November 7, 2022
Amritpal Singh Kullar and Arjun Singh Lotay explore the history of Panjabi folk music and its deep-rooted connection to vinyl culture.
Documenting the origins of any genre is a difficult task. Documenting the origins of Panjabi folk music, or really any cultural expression that is as rooted in the customs and traditions of a people from the Global South, is a momentous one. As with any sort of folk music, Panjabi “lok sangeet”—literally, the music of the people—has a history that stretches back for centuries; and, to some extent, the very nature of “Panjabiyat” (in other words, “Panjabi ness”) is a product of that cultural heritage.
Indeed, Panjabis, across both present-day India and Pakistan, are united in a distinctly textual way, as pre-Partition Panjab saw the emergence of a musical culture that reconfigured religious, romantic and heroic tales with the accompaniment of traditional instrumentation—the dhad, sarangi, dhol, tumbi, algoze, and so on.
It’s telling, then, that the first Panjabi-language songs to be recorded and distributed on wax were semi-classical ballads sung in various different raags by some of the foremost Indian superstars of the time, including Bengali singer Gauhar Jaan. Although it’s difficult to say for sure, it would be fair to assume that, during the early twentieth century, recorded music was very much a privilege exclusively accessible to the urban elite.
What’s more, this was British India—the music, as with all cultural forms, was expected to align with the imperial sensibilities of the British Raj. In that sort of climate, the folk tales of Dullah Bhatti and Mehru Posti, legendary bandits that rebelled against the Mughal Empire’s tyranny, were hardly going to be deemed appropriate for consumption.
Independence from British rule brought with it the gradual democratisation of music in the subcontinent and, as a result, the diversification of the music industry as a whole. His Master’s Voice (HMV), the London-based, EMI subsidiary, retained its pre-independence position as the predominant label of the subcontinent and Panjabi folk music went from being unheard by the masses to having large-scale, national distribution. Various regional forms of folk music emerged onto the market in substantial numbers, and Panjabi folk singers like Lal Chand Yamla Jatt, Surinder Kaur and Asa Singh Mastana became household names virtually overnight.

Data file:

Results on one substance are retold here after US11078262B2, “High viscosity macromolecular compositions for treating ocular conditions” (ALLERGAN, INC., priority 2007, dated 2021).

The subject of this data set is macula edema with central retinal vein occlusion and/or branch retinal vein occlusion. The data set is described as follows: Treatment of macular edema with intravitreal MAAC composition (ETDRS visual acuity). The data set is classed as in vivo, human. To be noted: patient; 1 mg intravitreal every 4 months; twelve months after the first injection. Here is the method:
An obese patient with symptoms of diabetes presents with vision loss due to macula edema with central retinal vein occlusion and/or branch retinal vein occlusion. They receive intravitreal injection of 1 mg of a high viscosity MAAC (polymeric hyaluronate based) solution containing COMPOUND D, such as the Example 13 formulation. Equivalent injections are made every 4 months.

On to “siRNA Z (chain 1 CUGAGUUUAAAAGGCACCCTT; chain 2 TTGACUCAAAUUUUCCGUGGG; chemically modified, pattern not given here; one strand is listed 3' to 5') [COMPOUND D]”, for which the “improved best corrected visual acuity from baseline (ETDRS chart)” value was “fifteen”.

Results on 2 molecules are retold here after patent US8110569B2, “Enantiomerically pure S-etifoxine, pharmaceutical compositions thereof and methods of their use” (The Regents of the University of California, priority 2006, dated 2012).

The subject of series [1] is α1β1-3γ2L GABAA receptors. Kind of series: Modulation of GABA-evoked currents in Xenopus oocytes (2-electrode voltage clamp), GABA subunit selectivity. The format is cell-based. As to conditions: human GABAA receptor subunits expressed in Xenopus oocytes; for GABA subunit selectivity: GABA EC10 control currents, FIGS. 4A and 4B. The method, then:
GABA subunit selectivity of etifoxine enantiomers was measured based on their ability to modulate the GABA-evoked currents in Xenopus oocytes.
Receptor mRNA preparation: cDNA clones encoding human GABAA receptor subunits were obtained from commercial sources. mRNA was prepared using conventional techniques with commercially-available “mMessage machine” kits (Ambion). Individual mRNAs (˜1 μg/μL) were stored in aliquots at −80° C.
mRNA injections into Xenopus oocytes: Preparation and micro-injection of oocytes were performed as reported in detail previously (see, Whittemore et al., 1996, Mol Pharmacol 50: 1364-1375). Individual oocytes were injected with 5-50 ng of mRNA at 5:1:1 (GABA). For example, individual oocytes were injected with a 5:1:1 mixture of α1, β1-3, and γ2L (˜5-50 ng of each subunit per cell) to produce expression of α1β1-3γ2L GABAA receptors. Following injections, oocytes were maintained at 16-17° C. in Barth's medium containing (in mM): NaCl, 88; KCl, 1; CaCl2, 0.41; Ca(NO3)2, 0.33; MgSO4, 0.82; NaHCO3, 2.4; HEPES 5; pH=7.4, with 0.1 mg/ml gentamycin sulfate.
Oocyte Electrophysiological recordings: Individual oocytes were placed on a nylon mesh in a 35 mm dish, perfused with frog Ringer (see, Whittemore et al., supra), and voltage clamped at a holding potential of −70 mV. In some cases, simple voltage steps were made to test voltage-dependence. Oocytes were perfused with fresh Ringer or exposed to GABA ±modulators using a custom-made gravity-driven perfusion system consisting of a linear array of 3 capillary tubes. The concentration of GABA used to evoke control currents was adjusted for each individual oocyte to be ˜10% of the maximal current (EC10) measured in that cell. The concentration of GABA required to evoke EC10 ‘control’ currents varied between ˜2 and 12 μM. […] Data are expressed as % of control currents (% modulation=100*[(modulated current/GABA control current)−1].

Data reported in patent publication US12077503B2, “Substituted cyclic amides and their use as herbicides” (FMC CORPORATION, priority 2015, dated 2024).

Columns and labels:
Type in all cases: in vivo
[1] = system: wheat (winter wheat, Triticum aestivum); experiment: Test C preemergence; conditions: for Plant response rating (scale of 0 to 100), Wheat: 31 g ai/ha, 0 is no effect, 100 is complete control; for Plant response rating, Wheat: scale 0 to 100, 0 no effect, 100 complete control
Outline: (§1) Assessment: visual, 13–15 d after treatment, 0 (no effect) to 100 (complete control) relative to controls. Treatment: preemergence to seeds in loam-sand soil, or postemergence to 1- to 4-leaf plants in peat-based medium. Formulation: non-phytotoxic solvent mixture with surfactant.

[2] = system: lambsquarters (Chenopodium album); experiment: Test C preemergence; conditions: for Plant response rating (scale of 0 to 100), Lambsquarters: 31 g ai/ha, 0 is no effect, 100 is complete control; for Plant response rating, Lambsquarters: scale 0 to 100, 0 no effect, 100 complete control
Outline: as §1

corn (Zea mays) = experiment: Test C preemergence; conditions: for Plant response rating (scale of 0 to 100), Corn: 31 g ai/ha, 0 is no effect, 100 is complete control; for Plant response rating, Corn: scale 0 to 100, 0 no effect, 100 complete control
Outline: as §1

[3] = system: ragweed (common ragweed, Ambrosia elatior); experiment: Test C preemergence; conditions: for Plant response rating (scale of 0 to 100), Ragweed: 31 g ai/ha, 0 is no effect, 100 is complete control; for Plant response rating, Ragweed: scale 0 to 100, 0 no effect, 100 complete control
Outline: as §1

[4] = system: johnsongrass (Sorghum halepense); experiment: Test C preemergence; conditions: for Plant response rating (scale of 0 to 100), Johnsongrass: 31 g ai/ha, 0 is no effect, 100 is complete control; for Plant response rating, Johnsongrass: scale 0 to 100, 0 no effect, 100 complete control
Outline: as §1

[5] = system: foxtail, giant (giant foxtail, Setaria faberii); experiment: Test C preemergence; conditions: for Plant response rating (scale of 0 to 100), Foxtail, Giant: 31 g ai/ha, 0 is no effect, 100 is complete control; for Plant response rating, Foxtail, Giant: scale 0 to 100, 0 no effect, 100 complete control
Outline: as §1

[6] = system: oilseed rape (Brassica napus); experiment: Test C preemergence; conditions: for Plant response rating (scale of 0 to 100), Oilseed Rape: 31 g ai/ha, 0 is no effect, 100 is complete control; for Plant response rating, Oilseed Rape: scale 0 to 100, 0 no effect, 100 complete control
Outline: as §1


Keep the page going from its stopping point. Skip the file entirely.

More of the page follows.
Their voices were more directly representative of Panjabi culture and Panjabi sensibilities than those of the pre-independence superstars that came before them. Yamla’s “Das Main Ki Pyar Vichon”, a genre-defining break-up song that sees the singer-songwriter lament on the false promises of a lover, epitomises the sonic nature of Panjabi folk: raw, almost raspy vocals, underlined by a thumping percussion beat and the hypnotising stringed drone of the tumbi.
Naturally, when we compare it to the present day, we can see some prescient changes in how Panjabi music is produced, performed and received. The rise of prominent artists from the diaspora (especially from Canada) has precluded a sonic shift within the mainstream consciousness. The most popular Panjabi music today incorporates little-to-no Panjabi instrumentation; instead, the focus is on stadium anthems that mirror music in the global charts. Names like AP Dhillon and Shubh are emblematic of this shift, placing grandiose vocals onto trap beats and emulating iconography reminiscent of West Coast gangsta rap.
Despite this, however, the new generation of Punjabi artists clearly maintains a connection to the forbears of the Punjabi folk tradition – alongside the more bombastic mainstream lies a Punjabi folk underground that is both experimental and reverential.